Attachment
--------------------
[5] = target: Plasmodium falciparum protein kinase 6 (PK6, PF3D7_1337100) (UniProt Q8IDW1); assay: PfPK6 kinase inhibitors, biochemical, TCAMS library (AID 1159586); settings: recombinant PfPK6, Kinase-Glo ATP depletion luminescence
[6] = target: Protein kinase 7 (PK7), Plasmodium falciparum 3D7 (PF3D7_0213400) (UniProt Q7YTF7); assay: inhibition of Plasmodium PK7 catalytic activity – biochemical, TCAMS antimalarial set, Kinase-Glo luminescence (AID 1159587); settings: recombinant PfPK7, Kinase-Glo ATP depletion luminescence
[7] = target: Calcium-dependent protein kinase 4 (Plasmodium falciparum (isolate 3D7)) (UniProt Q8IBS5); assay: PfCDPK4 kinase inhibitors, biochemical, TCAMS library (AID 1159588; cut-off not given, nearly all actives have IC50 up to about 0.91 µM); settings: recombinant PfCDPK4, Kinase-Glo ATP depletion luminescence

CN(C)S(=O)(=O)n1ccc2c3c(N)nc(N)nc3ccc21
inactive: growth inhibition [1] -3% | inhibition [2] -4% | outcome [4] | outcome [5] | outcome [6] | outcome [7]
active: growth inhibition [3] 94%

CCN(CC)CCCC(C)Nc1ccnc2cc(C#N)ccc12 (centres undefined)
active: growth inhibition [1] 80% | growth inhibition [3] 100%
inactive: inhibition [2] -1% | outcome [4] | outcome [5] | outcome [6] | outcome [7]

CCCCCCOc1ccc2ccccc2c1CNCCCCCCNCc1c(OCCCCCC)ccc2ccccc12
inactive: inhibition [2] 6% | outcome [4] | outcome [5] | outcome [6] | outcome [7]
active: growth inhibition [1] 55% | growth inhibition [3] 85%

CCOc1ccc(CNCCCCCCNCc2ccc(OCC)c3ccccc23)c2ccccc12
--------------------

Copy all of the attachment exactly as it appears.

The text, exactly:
[5] = target: Plasmodium falciparum protein kinase 6 (PK6, PF3D7_1337100) (UniProt Q8IDW1); assay: PfPK6 kinase inhibitors, biochemical, TCAMS library (AID 1159586); settings: recombinant PfPK6, Kinase-Glo ATP depletion luminescence
[6] = target: Protein kinase 7 (PK7), Plasmodium falciparum 3D7 (PF3D7_0213400) (UniProt Q7YTF7); assay: inhibition of Plasmodium PK7 catalytic activity – biochemical, TCAMS antimalarial set, Kinase-Glo luminescence (AID 1159587); settings: recombinant PfPK7, Kinase-Glo ATP depletion luminescence
[7] = target: Calcium-dependent protein kinase 4 (Plasmodium falciparum (isolate 3D7)) (UniProt Q8IBS5); assay: PfCDPK4 kinase inhibitors, biochemical, TCAMS library (AID 1159588; cut-off not given, nearly all actives have IC50 up to about 0.91 µM); settings: recombinant PfCDPK4, Kinase-Glo ATP depletion luminescence

CN(C)S(=O)(=O)n1ccc2c3c(N)nc(N)nc3ccc21
inactive: growth inhibition [1] -3% | inhibition [2] -4% | outcome [4] | outcome [5] | outcome [6] | outcome [7]
active: growth inhibition [3] 94%

CCN(CC)CCCC(C)Nc1ccnc2cc(C#N)ccc12 (centres undefined)
active: growth inhibition [1] 80% | growth inhibition [3] 100%
inactive: inhibition [2] -1% | outcome [4] | outcome [5] | outcome [6] | outcome [7]

CCCCCCOc1ccc2ccccc2c1CNCCCCCCNCc1c(OCCCCCC)ccc2ccccc12
inactive: inhibition [2] 6% | outcome [4] | outcome [5] | outcome [6] | outcome [7]
active: growth inhibition [1] 55% | growth inhibition [3] 85%

CCOc1ccc(CNCCCCCCNCc2ccc(OCC)c3ccccc23)c2ccccc12